In the event the motor is to be stored longer than six
months, please refer to GE instruction manual GEK97427.

Motor marking for IECEx will have a nameplate with


the IECEx logo, IECEx certification number, and IECEx
marking codes. An example of the IEC Ex marking is as
follows;

D. Handling
WARNING: Lifting lugs on the motor are
designed for handling only the motor.
They are not to be used to lift the motor
plus additional equipment such as pumps,
compressors or other driven equipment. In the case
of assemblies on a common base, lugs or eyebolts
provided on the motor are not to be used to lift the
assembly and base. The assembly should be lifted
by a sling around the base or by other lifting means
provided on the base. In the case of unbalanced
loads (such as couplings or other attachments),
additional slings or other effective means should be
used to prevent tipping.

III.

Zone 2 Hazardous Locations

Ex nA IIC T3 Gc
Where symbol:
a) Ex provides assurance of protection per IEC
standards.
b) nA indicates non-sparking
c) IIC is a code to indicate the type of explosive
gas atmosphere.
d) T3 is a code for the maximum surface
temperature.
e) Gc is a code for the motor protection level.
Refer to B/EN 60079-0 and BS/EN 60079-15 for the
meaning and understanding of all symbols and codes.

INSTALLATION

5. Division 1 Explosion-proof motors


bearing the Underwriters Laboratories label
designating the motors Class and Group as defined in
the National Electrical Code (NEC) are designed for
operation in areas classified by local authorities as
hazardous in accordance with the NEC.

WARNING: Installation should be in


accordance with the USA-National
Electric Code or BS/EN 60204-1 and
BS/EN 60204-11 and consistent with
sound National and local practices.
Coupling, belt and chain guards should be installed
as needed to protect against accidental contact with
moving parts. Motors accessible to personnel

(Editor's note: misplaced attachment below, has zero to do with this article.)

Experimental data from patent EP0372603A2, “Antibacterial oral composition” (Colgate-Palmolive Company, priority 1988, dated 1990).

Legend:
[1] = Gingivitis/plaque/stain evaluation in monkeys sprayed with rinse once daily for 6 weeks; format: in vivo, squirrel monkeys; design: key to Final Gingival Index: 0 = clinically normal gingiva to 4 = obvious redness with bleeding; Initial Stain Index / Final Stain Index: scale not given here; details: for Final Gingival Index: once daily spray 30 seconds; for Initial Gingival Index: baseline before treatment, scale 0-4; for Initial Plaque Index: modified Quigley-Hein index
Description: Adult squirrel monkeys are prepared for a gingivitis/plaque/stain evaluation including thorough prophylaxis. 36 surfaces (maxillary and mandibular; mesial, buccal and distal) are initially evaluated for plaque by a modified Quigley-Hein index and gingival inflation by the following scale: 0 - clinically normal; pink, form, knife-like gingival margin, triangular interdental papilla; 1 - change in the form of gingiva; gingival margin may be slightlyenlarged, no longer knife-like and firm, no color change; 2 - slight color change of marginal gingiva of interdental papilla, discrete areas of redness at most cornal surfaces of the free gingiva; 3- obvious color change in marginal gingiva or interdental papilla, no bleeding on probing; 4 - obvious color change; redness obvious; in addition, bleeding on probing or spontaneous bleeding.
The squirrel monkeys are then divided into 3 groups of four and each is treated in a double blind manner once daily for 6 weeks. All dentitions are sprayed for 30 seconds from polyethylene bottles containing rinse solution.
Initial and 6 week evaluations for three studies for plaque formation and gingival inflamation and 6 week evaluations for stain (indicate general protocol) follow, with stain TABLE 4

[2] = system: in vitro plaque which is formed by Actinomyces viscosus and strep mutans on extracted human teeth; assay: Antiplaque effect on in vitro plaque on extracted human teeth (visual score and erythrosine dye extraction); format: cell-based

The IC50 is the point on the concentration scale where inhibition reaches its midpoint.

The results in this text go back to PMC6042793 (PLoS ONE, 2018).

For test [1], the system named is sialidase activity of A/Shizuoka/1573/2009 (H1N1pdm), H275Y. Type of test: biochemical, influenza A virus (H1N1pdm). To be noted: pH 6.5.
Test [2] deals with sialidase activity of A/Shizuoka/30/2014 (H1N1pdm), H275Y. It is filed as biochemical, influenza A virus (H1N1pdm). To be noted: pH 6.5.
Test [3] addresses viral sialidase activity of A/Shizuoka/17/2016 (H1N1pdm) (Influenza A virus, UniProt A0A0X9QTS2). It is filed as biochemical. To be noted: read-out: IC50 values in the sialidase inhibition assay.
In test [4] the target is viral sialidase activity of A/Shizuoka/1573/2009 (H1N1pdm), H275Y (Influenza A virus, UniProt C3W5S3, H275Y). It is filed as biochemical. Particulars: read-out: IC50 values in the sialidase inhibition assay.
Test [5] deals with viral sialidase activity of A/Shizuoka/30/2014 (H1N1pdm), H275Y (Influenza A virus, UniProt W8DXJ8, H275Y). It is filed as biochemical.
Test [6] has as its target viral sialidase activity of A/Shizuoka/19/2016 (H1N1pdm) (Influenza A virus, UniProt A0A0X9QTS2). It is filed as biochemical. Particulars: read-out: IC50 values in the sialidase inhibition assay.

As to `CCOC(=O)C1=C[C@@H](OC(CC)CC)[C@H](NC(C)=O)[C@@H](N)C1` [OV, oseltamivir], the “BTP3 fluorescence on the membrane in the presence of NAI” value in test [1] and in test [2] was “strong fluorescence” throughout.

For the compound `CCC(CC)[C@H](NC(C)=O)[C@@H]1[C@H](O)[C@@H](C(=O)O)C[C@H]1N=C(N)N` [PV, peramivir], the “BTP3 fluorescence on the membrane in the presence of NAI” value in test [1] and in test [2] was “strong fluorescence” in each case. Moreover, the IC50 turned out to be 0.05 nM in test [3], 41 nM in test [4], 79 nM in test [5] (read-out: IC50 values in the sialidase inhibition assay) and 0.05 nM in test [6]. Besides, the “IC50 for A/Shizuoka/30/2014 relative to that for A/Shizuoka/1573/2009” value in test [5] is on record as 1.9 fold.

should be further guarded by screening, guard rails,
etc., to prevent them from coming in contact with
the equipment.

B. Mounting
1. Mount motors securely on a firm, flat
base. Grout-in larger motors, if necessary. Grease
lubricated motors can be wall or ceiling mounted with
the shaft horizontal. Grease lubricated motors in NEMA
140320 frame ratings can be wall mounted with the
shaft vertical. The standard transition and/or sliding
bases are only suitable for floor mounting. For other
mounting positions, please refer to your local GE
representative.

A. Location
Install the motor in a well-ventilated area. Make sure
there is a minimum clearance of one foot around the
motor to allow normal flow of air.

Oil lubricated sleeving-bearing motors shall always be


mounted with the shaft horizontal. The endshield shall
be located with the oil ring sight gage in the twelve
oclock position.

1. Dripproof motors are intended to be


used in a well-ventilated place reasonably free of dirt
and moisture.

GEI-56128H
2. On motors with dual mounting holes
use the holes indicated per Figure 2A and 2B.

WARNING: Remove drain plugs from the


frame or end shields of enclosed motors
used outdoors or in other high moisture
areas

Figure 2A Mounting

Figure 2B: Mounting

GEI-56128H
3. For base assembly and motor
mounting, the mounting bolts must be tightened to
prevent changes in alignment and possible damage to
the equipment. It is recommended that a washer be
used under each nut or bolt head to get a secure hold
on the motor feet. As an alternative, flanged nuts or
bolts may be used. The recommended tightening
torques for medium carbon steel mounting bolts, SAE
Grade 5, are listed below in Table 1. For recommended
tightening torques of other hardware on the motor see
tables 4A, and 4B in the Tightening Torque section of
this book.

are used, sheave ratios greater than 5:1 and center-tocenter distances less than the large sheave shall not be